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Woman Shares Warning Over Fears Skin Cancer Was Triggered By Manicure

skin cancer
PHOTO: Pexels

After a stressful day (or week), there's nothing better than doing something we love to unwind, whether that's an evening spent bingeing Netflix on the sofa, going out for drinks with pals or a relaxing trip to the nail salon. But, for one woman, that trip to the nail salon didn't go quite as expected, and doctors believe a bad manicure caused her to develop cancer under her fingernail.

Speaking to Fox 11, mum-of-three Grace Garcia recalled how – after going to a different nail salon than usual – she noticed damage to her fingernail that was cause for concern. "It was a new salon. I did not want to go to my original place because they were booked. The tech was aggressive with my cuticle... it hurt a lot. It looked like a blister," she explained, adding that when her finger did not heal after three months, she visited her GP who referred her to a dermatologist.

After a biopsy, it was discovered that Garcia had squamous cell carcinoma that was caused by an infection of high-risk human papillomavirus, according to her doctor, Dr. Teo Soleymani.

"Interestingly almost every single skin cancer I’ve dealt with that involved fingers or nails has been associated with high-risk HPV," Dr. Soleymani said, noting that he believes Garcia's manicure may have triggered the development of the cancer. However, Garcia's case is rare, with Dr. Soleymani stressing that: "Rarely do we see high-risk squamous cell carcinoma arising from this but I have had half dozen with this phenomenon."


According to the NHS, human papillomavirus – better known as HPV – is a common condition spread via skin-to-skin contact. Most people who have HPV do not realize and do not have any problems.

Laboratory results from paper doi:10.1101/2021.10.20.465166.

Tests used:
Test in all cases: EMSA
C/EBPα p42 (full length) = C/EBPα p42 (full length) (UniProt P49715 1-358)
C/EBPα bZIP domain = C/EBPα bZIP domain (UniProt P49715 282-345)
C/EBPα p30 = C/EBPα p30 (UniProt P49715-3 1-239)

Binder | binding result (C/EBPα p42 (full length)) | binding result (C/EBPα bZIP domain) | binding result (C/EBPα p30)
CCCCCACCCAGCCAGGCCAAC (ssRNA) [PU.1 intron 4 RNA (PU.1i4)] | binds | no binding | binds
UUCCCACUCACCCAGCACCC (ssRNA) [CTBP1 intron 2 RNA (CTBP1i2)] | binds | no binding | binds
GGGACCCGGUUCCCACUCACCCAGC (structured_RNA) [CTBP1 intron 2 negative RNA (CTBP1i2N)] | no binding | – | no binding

However, in some cases, certain types of HPV can cause genital warts or abnormal changes in the cells that can sometimes turn into cancer – such as cervical cancer or, in Garcia's case, squamous cell carcinoma.

Commenting on Garcia's case, Dr. Deborah Lee at Dr. Fox's Online Pharmacy says that it's "likely to be HPV-related" but not directly caused by the manicure.

"I think it’s unlikely that the manicure itself caused this lady’s skin cancer," Dr. Lee tells Cosmopolitan UK. "It may have already started to grow and the trauma of the manicure caused it to grow faster and be identified more quickly."

The expert adds that Garcia's case should serve as a reminder to us all to be warier of HPV. Dr. Lee explains that there are currently no tests for HPV, but rather this is done as part of cervical screening.

"It’s imperative to have regular cervical smears," she stresses, noting that those with chronic illnesses or suppressed immune systems are at a higher risk. "Report any lumps, bumps, sore or bleeding areas on the genitalia, or around the fingernails, or in the mouth, to your GP without delay," Dr. Lee adds, as well as getting the HPV vaccine if it is offered.

This article is not intended to be a substitute for professional medical advice or diagnosis. Always seek the advice of your physician or other qualified health provider with any questions you may have regarding a medical condition.

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This article originally appeared on Minor edits have been made by the editors.

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